Zechs Marquise (thousandwinds) wrote in 3751_musebox,
Zechs Marquise

same song, different tune

[The only thing Zechs clearly understood about this place was that it wasn't his Earth, nor anywhere in the Earth Sphere.]

[Considering his status as a ghost, this suited him fine.]

[Hunched in a dark booth, because being dead for a better part of a year instilled habits in him, Zechs nursed a Scotch and attempted to relax. No-one knew his name here. What he did. The blood which soaked his hands.]

[Only he knew of his sins here.]
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July 8 2011, 20:43:12 UTC 6 years ago Edited:  July 8 2011, 20:43:49 UTC

[Charles doesn't know this bar or this Earth, but give him enough time and he can get pretty far. He gets a beer because that tended to be the safest choice in an unknown bar. He watches the people mill around, trying to stop himself from overhearing thoughts. Sure, at the pubs he knew well, he could spend half the night tuning into others thoughts. But, well, crowds can shift over time, and anyway, listening in on drunk people wasn't always as fun as it sounded.]
[This man is too paranoid to become drunk, as much as he dearly wishes to avoid his thoughts for just an evening. While he knows, intellectually, that he's a stranger to everyone here, he can't help but discreetly glance about.]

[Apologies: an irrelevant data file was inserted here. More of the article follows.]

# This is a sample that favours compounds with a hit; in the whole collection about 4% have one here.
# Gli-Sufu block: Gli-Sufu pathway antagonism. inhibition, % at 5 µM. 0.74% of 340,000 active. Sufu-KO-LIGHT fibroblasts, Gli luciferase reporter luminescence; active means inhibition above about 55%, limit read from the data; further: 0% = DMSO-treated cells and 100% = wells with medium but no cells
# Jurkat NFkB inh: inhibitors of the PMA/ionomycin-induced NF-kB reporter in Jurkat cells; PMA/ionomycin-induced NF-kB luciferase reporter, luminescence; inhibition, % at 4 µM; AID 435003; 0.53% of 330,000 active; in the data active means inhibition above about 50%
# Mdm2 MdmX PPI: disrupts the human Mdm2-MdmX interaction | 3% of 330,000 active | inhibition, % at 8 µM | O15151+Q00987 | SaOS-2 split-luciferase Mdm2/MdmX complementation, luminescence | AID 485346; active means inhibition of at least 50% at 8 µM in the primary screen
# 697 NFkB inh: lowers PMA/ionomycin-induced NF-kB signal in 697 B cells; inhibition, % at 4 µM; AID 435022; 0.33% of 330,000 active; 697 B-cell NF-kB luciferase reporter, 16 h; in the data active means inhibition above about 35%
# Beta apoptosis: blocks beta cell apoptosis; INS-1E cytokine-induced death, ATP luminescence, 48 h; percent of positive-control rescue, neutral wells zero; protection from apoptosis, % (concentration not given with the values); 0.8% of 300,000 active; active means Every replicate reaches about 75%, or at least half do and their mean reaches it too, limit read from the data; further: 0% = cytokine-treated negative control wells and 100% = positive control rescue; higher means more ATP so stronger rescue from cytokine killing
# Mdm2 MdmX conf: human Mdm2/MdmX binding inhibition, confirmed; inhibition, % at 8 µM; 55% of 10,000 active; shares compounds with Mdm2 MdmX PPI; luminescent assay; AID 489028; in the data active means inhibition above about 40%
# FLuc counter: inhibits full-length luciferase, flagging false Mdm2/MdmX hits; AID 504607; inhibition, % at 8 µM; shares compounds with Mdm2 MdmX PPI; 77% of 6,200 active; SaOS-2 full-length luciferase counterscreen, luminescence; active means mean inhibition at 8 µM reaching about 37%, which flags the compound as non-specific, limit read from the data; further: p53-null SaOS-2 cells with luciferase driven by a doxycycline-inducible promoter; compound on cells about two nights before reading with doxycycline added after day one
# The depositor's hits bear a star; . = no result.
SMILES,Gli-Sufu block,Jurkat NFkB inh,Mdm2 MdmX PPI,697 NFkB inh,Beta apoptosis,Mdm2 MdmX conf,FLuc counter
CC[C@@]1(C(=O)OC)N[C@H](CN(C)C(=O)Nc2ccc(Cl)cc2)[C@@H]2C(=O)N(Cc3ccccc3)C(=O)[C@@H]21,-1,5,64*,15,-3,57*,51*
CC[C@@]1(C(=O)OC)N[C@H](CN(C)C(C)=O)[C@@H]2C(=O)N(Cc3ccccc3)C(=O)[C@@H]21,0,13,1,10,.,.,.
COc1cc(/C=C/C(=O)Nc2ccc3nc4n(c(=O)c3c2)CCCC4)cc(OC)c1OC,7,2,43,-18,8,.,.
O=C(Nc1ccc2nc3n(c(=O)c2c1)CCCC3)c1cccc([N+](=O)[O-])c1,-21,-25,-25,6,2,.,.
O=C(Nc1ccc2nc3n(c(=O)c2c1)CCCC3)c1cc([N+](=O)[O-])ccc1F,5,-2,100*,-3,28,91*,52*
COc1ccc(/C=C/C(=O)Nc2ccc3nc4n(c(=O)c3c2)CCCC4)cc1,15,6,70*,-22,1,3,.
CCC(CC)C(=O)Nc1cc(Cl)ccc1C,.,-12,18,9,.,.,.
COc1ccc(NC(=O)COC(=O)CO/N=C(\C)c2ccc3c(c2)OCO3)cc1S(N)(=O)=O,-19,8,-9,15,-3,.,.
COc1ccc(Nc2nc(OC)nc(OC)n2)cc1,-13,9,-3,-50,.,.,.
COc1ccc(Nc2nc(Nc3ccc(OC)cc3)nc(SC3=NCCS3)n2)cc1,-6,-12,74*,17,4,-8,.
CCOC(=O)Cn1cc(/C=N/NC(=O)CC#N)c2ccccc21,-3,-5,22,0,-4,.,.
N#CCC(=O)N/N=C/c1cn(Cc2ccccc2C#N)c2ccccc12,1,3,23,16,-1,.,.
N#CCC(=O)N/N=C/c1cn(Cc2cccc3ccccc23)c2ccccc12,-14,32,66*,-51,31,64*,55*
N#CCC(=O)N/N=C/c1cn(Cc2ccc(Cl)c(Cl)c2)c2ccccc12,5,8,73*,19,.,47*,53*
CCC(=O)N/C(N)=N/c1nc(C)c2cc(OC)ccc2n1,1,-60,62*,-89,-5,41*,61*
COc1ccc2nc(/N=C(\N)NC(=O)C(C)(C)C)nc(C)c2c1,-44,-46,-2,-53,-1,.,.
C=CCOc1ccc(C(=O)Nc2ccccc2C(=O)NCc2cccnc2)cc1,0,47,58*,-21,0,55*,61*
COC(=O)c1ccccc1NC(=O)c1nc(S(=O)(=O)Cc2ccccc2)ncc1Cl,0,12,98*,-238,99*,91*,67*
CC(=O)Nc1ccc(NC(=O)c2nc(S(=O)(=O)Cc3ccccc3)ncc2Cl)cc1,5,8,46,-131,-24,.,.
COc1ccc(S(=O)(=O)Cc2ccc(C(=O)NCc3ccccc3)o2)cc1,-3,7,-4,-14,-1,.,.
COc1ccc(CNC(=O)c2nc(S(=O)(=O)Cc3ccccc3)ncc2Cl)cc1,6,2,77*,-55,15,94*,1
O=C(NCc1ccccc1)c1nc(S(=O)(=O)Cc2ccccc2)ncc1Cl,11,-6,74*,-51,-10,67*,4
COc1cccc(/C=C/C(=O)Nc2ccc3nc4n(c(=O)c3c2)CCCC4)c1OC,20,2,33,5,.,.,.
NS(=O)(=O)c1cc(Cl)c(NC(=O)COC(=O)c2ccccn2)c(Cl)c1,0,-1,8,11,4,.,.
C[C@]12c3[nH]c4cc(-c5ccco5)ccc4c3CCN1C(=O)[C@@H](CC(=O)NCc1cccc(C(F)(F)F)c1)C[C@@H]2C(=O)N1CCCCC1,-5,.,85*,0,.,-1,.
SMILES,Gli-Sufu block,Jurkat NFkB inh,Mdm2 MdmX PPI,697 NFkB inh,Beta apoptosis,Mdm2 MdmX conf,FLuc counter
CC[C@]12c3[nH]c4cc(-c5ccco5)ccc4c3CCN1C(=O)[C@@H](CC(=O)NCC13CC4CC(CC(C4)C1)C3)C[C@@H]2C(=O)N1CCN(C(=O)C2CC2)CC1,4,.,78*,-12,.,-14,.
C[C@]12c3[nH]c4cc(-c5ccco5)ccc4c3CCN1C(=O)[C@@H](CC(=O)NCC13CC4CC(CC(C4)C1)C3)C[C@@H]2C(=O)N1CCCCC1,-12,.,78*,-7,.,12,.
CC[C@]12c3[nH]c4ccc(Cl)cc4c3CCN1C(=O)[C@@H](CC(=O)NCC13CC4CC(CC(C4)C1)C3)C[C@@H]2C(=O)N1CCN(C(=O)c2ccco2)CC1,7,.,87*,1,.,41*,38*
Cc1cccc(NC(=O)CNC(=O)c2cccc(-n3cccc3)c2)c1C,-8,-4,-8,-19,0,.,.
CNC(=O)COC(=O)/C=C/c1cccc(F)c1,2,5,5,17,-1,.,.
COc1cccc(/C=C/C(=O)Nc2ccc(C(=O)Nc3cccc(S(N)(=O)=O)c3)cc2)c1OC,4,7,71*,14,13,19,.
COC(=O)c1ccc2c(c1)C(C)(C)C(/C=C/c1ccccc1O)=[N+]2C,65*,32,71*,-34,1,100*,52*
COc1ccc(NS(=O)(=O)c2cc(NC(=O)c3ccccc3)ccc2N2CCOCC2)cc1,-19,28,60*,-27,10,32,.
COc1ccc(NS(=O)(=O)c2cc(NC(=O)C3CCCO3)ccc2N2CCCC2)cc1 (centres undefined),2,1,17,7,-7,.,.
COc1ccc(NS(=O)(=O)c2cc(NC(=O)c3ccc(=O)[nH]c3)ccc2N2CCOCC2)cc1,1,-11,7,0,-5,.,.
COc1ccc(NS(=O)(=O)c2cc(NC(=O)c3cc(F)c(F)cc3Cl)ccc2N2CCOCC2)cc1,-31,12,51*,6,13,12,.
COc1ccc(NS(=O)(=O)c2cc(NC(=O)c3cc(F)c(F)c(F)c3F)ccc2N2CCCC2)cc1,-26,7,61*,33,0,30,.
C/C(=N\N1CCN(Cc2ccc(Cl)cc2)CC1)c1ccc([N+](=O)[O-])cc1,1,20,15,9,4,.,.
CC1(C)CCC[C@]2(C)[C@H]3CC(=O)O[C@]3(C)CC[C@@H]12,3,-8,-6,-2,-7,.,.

[Zechs already cataloged the exits and possible points of entry when entering the building. His back is toward a wall, he faces the prominent doorways. Watching others move, looking at shifts of fabric, his eyes coolly assess them under the fall of blond bangs. That man has a pocket-knife plainly stowed in his front pocket, doesn't think of it as a weapon. That woman handles her handbag with - must have a small revolver, she's nervous.]

[He looks to the unassuming Englishman at the bar and dismisses him quickly, already eyeing an athletic man in a leather jacket. Mostly harmless.]
[He tunes out the drunk meandering thoughts well enough, already trying to chat with some of the other people at the bar. Aimless conversation, how's the weather, how are you, what do you want to drink, where are you from. Small talk. Easily filtered out. Most people's thoughts align, and when they align, they're easy to ignore. He focuses on the conversations at hand.